By now, many of you have heard of the Equifax breach and may be one of the estimated 143 million American consumers, or roughly 55% of Americans age 18 and older whose vital personal identification information was exposed. According to Equifax, the breach lasted from mid-May through July and hackers accessed people’s names, SSNs, dates of birth, addresses, and driver’s license numbers. Equifax has faced widespread criticism following its delayed disclosure of the hack, both for the breach itself and for its response.
Has my information been leaked?
Equifax has set up a website, www.equifaxsecurity2017.com, where consumers can check if they've been affected by the breach. Once on the site using a secure computer and encrypted network, click on the button "Potential Impact" at the bottom of the main page and then click on "Check Potential Impact," where you will be asked to provide your last name and the last six digits of your Social Security number.
Equifax has stated that regardless of whether your information may have been affected, everyone has the option to sign up on the website for one free year of credit monitoring and identity theft protection. You can do so by clicking the "Enroll" button at the bottom of the screen and go through an enrollment process.
It was previously understood that enrolling in the free year of credit protection meant that consumers gave up the right to join any class-action lawsuit against Equifax and agreed to be bound by arbitration. An Equifax spokesperson has since stated that the binding arbitration clause related only to the one year of free credit monitoring and not the breach itself; Equifax has since removed that language from its site
What steps can I take to protect myself?
This breach has far reaching implications and we highly recommend that you monitor your own personal information and be vigilant against identity theft. Below is a sample of best practices:
Fraud alerts: Your first step should be to establish free 90-day fraud alerts with the three major credit reporting agencies and your credit and debit cards. You will then be alerted if someone tries to establish credit in your name. Though the fraud alerts are only good for 90 days, you will have the option to do another fraud alert upon the completion of the 90 days. It’s best to confirm with the agency you requested whether they will notify the other credit reporting companies of your fraud alert request.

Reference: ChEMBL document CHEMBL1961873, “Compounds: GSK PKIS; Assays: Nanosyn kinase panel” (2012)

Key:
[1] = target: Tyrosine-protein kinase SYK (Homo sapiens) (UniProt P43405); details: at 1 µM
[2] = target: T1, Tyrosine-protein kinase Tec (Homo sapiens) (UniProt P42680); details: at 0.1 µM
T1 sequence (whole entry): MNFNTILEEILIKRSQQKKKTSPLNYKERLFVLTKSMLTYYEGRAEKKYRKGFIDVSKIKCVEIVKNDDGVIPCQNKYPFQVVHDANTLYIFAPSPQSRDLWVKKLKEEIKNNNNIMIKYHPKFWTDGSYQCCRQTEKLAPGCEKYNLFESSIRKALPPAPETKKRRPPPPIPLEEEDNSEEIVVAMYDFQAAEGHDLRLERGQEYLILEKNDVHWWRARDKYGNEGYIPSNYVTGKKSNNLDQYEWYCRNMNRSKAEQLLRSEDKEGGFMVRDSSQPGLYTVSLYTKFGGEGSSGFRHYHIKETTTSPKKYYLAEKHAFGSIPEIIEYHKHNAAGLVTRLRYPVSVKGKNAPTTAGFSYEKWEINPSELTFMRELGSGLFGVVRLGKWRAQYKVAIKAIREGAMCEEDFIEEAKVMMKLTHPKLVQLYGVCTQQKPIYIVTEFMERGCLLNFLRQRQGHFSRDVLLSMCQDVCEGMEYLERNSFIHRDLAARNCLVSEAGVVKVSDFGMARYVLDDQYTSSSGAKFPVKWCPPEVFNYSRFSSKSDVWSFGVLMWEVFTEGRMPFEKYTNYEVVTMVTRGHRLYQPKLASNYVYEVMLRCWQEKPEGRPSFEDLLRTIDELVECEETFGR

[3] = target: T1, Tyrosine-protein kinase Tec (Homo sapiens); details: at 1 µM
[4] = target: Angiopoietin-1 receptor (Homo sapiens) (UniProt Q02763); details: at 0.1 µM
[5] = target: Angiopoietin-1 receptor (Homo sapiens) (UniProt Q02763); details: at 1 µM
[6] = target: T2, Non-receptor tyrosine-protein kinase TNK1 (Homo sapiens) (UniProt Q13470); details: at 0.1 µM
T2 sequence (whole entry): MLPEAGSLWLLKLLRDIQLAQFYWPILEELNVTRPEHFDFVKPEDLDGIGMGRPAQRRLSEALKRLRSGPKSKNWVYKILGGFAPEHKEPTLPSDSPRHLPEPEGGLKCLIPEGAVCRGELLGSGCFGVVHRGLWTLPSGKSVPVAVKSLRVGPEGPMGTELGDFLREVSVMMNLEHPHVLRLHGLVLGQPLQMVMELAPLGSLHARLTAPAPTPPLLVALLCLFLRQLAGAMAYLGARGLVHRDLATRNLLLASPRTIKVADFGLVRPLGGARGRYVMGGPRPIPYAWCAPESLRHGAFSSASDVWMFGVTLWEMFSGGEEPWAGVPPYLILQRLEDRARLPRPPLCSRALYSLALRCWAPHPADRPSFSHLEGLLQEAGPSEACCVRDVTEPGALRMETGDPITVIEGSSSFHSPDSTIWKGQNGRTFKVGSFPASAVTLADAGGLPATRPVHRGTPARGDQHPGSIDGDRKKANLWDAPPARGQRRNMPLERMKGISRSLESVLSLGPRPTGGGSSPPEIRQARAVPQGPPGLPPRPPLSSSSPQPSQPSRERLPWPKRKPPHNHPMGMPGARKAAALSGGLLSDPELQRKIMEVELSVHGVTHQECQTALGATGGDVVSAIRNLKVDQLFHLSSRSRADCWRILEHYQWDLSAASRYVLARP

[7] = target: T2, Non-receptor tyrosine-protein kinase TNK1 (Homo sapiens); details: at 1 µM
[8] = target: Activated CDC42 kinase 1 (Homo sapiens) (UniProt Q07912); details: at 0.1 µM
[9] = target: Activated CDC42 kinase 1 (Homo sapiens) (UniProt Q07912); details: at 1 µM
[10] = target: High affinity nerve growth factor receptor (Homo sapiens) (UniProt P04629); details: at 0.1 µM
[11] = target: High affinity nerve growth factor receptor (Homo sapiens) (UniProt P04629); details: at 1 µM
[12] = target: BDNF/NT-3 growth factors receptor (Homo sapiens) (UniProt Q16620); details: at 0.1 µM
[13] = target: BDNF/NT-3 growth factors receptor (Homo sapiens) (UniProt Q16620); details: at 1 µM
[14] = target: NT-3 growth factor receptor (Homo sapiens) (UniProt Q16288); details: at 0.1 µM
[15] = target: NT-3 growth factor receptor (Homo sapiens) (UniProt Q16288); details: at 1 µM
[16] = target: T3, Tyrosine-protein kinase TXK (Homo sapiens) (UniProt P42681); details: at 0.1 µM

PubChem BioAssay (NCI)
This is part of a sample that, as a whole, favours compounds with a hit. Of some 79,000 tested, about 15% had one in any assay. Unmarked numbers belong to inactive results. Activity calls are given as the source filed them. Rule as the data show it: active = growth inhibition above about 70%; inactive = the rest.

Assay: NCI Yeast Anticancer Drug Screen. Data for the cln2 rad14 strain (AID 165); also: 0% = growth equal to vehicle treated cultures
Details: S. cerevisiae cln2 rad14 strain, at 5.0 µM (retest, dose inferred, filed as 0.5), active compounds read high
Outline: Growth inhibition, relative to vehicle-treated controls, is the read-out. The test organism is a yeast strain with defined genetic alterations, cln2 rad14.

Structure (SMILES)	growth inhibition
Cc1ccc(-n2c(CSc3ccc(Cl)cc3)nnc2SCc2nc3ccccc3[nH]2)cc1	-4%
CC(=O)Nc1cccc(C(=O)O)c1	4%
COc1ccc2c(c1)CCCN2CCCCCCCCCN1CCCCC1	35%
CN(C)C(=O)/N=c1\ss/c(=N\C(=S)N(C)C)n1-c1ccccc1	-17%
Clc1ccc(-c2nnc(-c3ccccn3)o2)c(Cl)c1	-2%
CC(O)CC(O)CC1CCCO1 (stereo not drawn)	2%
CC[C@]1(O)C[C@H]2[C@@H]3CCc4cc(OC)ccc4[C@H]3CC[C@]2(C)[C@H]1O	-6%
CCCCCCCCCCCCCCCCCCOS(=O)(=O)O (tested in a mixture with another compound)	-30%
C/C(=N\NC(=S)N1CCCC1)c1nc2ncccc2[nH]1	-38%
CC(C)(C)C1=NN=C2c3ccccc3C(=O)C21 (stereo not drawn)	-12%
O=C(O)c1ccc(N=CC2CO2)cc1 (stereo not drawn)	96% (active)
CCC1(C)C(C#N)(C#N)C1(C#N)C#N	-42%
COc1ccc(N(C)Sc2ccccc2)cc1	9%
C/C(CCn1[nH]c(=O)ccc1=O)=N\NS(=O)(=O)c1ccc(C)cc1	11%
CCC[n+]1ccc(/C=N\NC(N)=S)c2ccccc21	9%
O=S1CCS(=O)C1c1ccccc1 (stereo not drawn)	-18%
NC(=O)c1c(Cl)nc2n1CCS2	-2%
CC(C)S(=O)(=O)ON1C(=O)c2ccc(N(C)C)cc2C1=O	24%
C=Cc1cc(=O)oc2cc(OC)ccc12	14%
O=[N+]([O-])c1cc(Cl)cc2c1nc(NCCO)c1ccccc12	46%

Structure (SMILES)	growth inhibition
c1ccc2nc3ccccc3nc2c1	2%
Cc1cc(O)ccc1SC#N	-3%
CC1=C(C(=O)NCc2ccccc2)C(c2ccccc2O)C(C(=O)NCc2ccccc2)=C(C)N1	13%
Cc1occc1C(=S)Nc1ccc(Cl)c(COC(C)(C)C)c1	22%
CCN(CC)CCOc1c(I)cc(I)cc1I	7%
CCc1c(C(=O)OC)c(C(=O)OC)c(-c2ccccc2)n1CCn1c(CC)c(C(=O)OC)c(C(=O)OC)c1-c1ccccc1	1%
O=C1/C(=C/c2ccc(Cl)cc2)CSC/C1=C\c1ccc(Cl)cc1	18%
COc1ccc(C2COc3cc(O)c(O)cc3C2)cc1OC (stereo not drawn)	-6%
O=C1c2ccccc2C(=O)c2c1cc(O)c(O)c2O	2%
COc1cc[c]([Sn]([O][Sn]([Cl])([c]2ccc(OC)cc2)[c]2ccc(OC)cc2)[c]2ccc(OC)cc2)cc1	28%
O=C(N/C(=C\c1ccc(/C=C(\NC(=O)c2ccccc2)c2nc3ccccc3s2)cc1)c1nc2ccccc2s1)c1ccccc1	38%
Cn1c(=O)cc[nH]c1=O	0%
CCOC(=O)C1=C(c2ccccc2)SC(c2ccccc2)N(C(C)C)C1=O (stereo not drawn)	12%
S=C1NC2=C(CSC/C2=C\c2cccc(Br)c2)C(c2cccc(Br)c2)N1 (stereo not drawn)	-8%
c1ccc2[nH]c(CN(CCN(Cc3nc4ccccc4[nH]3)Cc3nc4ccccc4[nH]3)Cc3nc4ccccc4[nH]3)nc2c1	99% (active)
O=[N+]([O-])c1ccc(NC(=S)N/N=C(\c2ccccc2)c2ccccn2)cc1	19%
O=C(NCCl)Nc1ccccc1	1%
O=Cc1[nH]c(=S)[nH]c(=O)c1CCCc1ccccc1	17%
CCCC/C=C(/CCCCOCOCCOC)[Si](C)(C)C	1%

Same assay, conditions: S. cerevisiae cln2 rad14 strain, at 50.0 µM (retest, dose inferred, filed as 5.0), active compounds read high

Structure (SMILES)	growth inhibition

Credit freezes: A credit freeze will lock your credit so that only companies you already do business with will have access to them. Thus, if a scammer at a distant bank tries to apply for credit in your name using your address and Social Security number, the bank won't be able to access your credit report. A credit freeze won't prevent a scammer from making changes to your existing accounts however. Equifax announced that it would waive all fees for the next 30 days for credit freezes starting September 12. If you want to apply for credit with a new financial institution in the future, or you are opening a new bank account, applying for a job, renting an apartment, or buying insurance, you will need to unlock or "thaw" the credit freeze.
Credit reports: You can obtain a free copy of your credit report from each of the three major credit agencies once every 12 months by requesting the reports at www.annualcreditreport.com or by calling toll-free 877-322-8228. Because the Equifax breach could have long-term consequences, it's a good idea to start checking your report as part of your regular financial routine for the next few years. It has long been recommended that you review your credit report every 4 months. Since you are entitled to one free credit report from each agency every 12 months, checking this often should be possible with no cost to you.
Bank and credit card statements: Review your bank and credit card statements regularly and look for any transactions that appear fraudulent. Sign up for any alert features so you are notified when suspicious activity is detected.
File your taxes early: As soon as you have the information you need, file your tax returns before a scammer can. If you receive any letters from the IRS or a state department of revenue, please notify an ECS professional immediately. Don’t believe anyone who calls and says you’ll be arrested unless you pay taxes or debt, even if they have part or all of your social security number, or they say they’re from the IRS. Do not give out any personal information to these types of callers. Legitimate agencies will not ask for this type of information over the phone.
Secure personal information in your home and workplace. Shred documents that contain personally identifiable information. Destroy expired cards or use the return envelope provided with a replacement card to mail the expired card to the issuer for destruction.
Keep your computers protected and secure using the latest antivirus patches and software. For best practices regarding internet fraud protection, see www.onguardonline.gov.
Secure wireless networks and double check a website’s URL before entering any personal information. Check for a lock icon and/or “https:” on the status bar of the internet browser, which generally means it’s safe to transmit information.
Create strong passwords. A 2015 Identify Theft survey released by MasterCard found that 46 percent of respondents rarely or never change their passwords for online financial accounts, and 44 percent of respondents use the same password across multiple online platforms.
Stop preapproved credit offers for five years or permanently at www.optoutprescreen.com.
Sign up for the National Do Not Call Registry and the Direct Marketing Association’s Mail Preference Service (www.dmachoice.org) to stop receiving unsolicited calls and mail and emails.